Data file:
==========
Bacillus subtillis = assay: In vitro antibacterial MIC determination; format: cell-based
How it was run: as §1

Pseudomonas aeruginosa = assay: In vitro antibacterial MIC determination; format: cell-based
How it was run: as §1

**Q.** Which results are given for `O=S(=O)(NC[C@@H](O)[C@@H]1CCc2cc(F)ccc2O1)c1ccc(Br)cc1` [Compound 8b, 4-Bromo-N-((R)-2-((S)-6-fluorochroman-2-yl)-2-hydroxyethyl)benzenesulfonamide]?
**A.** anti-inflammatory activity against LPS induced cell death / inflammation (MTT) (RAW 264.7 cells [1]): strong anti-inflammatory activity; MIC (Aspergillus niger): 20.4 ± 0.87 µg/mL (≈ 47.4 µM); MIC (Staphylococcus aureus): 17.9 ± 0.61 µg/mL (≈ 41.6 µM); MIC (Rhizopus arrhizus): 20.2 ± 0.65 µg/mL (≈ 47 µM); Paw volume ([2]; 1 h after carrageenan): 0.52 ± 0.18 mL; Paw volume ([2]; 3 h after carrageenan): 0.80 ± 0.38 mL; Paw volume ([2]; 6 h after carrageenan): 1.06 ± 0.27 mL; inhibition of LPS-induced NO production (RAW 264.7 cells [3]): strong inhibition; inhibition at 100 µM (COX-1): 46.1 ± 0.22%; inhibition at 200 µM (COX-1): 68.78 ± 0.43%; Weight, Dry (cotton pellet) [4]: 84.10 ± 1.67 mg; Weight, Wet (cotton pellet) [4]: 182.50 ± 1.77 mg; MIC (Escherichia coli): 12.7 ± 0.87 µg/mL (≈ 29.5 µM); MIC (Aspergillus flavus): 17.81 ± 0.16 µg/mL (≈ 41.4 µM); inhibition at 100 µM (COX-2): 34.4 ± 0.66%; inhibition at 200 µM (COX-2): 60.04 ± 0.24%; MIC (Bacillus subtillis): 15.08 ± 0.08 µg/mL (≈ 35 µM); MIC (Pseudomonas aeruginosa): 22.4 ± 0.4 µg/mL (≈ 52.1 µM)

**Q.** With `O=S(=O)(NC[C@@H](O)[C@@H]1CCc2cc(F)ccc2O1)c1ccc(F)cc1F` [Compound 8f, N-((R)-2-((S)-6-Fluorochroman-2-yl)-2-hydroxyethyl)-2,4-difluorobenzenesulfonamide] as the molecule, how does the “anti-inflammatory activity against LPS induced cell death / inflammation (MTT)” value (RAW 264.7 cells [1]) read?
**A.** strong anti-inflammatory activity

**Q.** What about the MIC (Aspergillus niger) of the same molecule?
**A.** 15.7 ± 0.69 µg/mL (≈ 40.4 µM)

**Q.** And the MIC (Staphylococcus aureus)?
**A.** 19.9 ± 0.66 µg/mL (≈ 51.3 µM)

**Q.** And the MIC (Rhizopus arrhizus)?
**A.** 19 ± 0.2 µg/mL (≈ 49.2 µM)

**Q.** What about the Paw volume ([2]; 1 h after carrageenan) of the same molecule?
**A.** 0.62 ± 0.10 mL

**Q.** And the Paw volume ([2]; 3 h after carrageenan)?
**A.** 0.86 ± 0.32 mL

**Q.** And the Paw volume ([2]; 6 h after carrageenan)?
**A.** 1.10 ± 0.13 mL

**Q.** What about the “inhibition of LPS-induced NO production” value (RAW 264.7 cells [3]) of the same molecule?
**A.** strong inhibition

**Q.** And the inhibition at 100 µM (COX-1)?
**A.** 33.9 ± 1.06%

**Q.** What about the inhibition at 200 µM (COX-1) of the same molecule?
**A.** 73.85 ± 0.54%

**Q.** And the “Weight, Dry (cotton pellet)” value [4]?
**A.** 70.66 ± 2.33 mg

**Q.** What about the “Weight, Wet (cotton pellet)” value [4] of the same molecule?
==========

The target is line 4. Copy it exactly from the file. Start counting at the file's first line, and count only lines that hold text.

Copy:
How it was run: as §1